Asthma Drug Use in Infants Linked to Stunted Growth

By Peter Russell
WebMD Health News

Reviewed by Hansa D. Bhargava, MD

Oct. 5, 2015 -- Treating babies with asthma medication may stunt their growth, new research suggests.

Medications called inhaled corticosteroids (ICS) that can treat conditions like asthma are often used in infants with recurrent wheezing. But a study of more than 12,000 Finnish babies found that those who were given these meds during the first 2 years of life were too short for their age.

That result was more evident in children who were given the asthma medicine budesonide before their first birthday or for more than 6 months.

The researchers presented their results at the 54th Annual European Society for Paediatric Endocrinology Meeting in Barcelona, Spain. They say their findings underline the importance of using these medicines in infants appropriately.

Many things that alter development in children, such as chronic illnesses and long-term use of oral corticosteroids, may cause a shorter-than-normal height in adulthood.

"Previously, the impact of corticosteroids on growth was looked at in older children and was thought to alter growth only temporarily," says lead researcher Antti Saari, from the University of Eastern Finland, in a statement. "Our research shows a link between long-term treatment [with] ICS during infancy and stunted growth at or after the age of 2 in otherwise healthy children."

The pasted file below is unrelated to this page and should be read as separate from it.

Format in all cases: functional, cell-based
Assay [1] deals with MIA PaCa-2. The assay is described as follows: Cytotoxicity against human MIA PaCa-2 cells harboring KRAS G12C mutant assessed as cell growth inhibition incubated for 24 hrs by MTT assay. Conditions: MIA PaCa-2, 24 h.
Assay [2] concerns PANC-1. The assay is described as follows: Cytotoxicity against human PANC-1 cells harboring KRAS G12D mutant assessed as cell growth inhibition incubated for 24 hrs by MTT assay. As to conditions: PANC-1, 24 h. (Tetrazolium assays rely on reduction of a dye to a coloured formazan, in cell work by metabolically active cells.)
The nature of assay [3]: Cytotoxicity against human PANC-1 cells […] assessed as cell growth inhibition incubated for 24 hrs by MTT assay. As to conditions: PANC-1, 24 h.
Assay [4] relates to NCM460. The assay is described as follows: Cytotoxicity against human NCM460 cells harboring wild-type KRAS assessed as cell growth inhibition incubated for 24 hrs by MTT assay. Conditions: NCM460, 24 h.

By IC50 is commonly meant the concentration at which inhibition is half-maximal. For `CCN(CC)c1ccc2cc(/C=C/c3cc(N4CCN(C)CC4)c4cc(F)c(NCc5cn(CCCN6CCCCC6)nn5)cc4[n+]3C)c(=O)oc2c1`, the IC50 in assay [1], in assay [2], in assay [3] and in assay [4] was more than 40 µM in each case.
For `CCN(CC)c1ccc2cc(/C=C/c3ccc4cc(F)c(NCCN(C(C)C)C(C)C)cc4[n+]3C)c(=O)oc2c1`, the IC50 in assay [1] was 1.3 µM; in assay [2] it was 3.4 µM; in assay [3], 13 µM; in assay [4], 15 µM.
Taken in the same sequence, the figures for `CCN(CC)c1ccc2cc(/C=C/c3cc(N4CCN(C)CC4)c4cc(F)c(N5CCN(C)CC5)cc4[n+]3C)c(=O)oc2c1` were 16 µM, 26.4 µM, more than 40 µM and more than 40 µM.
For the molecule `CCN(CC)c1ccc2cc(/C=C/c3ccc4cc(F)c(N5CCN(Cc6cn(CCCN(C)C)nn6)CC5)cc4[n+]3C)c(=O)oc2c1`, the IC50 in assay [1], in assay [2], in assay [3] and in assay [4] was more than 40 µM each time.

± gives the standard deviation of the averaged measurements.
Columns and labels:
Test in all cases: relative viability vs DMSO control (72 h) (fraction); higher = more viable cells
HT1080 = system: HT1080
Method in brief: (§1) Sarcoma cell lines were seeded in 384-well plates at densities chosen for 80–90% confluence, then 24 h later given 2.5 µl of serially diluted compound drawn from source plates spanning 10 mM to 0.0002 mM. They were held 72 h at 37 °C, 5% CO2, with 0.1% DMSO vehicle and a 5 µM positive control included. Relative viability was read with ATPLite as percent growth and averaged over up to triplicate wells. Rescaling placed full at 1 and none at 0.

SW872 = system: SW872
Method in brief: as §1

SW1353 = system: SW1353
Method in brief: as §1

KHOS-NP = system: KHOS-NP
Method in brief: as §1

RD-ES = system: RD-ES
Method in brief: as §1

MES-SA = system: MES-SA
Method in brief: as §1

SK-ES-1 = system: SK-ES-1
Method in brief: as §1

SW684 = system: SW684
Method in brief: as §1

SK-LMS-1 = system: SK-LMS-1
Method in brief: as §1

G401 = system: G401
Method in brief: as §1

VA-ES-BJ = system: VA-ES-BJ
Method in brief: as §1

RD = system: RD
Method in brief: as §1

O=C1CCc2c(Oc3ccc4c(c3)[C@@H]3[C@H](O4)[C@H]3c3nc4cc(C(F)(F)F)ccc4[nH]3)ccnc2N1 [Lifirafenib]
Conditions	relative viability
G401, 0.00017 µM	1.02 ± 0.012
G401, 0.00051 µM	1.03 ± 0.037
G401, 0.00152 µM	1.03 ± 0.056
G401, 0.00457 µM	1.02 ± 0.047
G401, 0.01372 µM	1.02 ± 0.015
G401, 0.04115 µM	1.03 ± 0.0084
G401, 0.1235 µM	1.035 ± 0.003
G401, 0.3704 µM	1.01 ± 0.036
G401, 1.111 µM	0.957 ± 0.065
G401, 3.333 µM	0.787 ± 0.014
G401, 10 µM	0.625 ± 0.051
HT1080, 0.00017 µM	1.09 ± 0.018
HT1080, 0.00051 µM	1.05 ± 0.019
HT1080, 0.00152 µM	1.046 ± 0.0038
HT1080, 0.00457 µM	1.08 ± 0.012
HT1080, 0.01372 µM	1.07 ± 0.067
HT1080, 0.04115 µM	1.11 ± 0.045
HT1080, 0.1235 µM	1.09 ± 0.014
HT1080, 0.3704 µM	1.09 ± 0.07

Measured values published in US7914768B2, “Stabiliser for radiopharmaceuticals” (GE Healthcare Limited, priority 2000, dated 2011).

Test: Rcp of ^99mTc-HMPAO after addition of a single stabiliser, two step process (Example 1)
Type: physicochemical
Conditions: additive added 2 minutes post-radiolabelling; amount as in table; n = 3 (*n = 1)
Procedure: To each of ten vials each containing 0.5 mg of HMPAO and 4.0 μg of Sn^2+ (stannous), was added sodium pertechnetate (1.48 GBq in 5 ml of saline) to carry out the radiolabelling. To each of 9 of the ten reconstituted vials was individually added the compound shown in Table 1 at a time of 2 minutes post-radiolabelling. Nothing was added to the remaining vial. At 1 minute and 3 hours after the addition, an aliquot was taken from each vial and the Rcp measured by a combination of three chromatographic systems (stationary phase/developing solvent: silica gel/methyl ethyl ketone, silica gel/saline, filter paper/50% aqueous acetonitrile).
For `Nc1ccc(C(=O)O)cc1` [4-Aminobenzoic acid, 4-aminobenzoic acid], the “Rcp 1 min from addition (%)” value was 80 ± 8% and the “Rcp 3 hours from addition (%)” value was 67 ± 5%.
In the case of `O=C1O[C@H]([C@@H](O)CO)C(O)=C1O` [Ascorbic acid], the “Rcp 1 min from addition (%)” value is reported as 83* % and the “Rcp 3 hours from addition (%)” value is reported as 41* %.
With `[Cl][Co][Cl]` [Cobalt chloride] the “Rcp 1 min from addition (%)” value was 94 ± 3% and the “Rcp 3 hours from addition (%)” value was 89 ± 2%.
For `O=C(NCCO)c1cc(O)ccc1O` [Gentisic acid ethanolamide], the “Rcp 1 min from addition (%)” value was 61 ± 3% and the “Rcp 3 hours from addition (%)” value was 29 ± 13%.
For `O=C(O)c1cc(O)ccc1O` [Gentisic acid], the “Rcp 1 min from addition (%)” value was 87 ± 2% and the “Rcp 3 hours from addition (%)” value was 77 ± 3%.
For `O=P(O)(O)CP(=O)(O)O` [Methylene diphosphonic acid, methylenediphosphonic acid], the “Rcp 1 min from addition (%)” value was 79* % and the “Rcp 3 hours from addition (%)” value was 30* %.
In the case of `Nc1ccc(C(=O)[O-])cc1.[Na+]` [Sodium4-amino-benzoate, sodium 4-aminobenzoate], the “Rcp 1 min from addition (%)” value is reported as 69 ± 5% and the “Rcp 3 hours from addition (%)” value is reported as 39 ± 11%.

The researchers plan to examine the impact of inhaled corticosteroids on growth in older children and observe them over a longer period, and also see if the growth issues are permanent.

"Inhaled corticosteroids are commonly found in preventer inhalers, which help people to manage their asthma by reducing inflammation in the airways," says Samantha Walker, PhD, director of research and policy at Asthma UK.

"Poorly managed asthma can substantially increase the likelihood of asthma attacks, hospitalization and even death, and there is a wealth of evidence to show that inhaled corticosteroids reduce and control asthma symptoms.

"This study confirms other research which suggests that inhaled corticosteroids used in infancy can interfere with bone growth, although it's important to note that the impact is relatively minor. No parent should therefore stop their children taking these lifesaving medicines, because a slight reduction in growth is a small price to pay for medicines which may save your child's life."

More than 18 million adults in the U.S. and nearly 7 million children have asthma, according to the CDC.

These findings were presented at a medical conference. They should be considered preliminary as they have not yet undergone the "peer review" process, in which outside experts scrutinize the data prior to publication in a medical journal.

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SOURCES: ESPE 2015, Oct. 1-3, 2015, Barcelona.Samantha Walker, PhD, director of research and policy, Asthma UK.

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